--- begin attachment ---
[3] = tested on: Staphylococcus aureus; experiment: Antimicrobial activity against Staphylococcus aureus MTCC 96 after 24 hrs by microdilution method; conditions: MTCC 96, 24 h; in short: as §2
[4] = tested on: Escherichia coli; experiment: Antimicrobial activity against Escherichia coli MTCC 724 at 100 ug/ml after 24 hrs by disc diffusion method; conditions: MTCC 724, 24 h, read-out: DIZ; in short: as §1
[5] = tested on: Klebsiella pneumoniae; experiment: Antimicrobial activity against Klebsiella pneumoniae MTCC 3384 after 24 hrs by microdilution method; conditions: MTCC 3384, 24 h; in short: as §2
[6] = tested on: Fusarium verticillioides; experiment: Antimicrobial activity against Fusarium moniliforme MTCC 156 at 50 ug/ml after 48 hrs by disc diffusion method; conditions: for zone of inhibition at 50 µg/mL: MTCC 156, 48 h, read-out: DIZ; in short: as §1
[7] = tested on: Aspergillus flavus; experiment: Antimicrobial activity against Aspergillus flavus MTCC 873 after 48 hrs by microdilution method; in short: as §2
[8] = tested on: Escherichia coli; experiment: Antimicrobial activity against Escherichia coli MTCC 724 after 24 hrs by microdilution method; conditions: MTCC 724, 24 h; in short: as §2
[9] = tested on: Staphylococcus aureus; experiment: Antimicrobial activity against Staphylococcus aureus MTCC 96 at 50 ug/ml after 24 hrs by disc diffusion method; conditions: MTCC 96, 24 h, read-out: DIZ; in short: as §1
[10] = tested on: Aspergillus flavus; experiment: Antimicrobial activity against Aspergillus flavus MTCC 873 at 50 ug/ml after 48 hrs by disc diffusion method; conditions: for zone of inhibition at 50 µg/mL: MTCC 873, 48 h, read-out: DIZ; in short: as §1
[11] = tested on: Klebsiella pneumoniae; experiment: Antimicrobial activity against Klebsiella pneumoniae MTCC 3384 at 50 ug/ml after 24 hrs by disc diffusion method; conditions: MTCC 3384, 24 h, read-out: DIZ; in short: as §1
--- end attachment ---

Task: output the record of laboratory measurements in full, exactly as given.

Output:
[3] = tested on: Staphylococcus aureus; experiment: Antimicrobial activity against Staphylococcus aureus MTCC 96 after 24 hrs by microdilution method; conditions: MTCC 96, 24 h; in short: as §2
[4] = tested on: Escherichia coli; experiment: Antimicrobial activity against Escherichia coli MTCC 724 at 100 ug/ml after 24 hrs by disc diffusion method; conditions: MTCC 724, 24 h, read-out: DIZ; in short: as §1
[5] = tested on: Klebsiella pneumoniae; experiment: Antimicrobial activity against Klebsiella pneumoniae MTCC 3384 after 24 hrs by microdilution method; conditions: MTCC 3384, 24 h; in short: as §2
[6] = tested on: Fusarium verticillioides; experiment: Antimicrobial activity against Fusarium moniliforme MTCC 156 at 50 ug/ml after 48 hrs by disc diffusion method; conditions: for zone of inhibition at 50 µg/mL: MTCC 156, 48 h, read-out: DIZ; in short: as §1
[7] = tested on: Aspergillus flavus; experiment: Antimicrobial activity against Aspergillus flavus MTCC 873 after 48 hrs by microdilution method; in short: as §2
[8] = tested on: Escherichia coli; experiment: Antimicrobial activity against Escherichia coli MTCC 724 after 24 hrs by microdilution method; conditions: MTCC 724, 24 h; in short: as §2
[9] = tested on: Staphylococcus aureus; experiment: Antimicrobial activity against Staphylococcus aureus MTCC 96 at 50 ug/ml after 24 hrs by disc diffusion method; conditions: MTCC 96, 24 h, read-out: DIZ; in short: as §1
[10] = tested on: Aspergillus flavus; experiment: Antimicrobial activity against Aspergillus flavus MTCC 873 at 50 ug/ml after 48 hrs by disc diffusion method; conditions: for zone of inhibition at 50 µg/mL: MTCC 873, 48 h, read-out: DIZ; in short: as §1
[11] = tested on: Klebsiella pneumoniae; experiment: Antimicrobial activity against Klebsiella pneumoniae MTCC 3384 at 50 ug/ml after 24 hrs by disc diffusion method; conditions: MTCC 3384, 24 h, read-out: DIZ; in short: as §1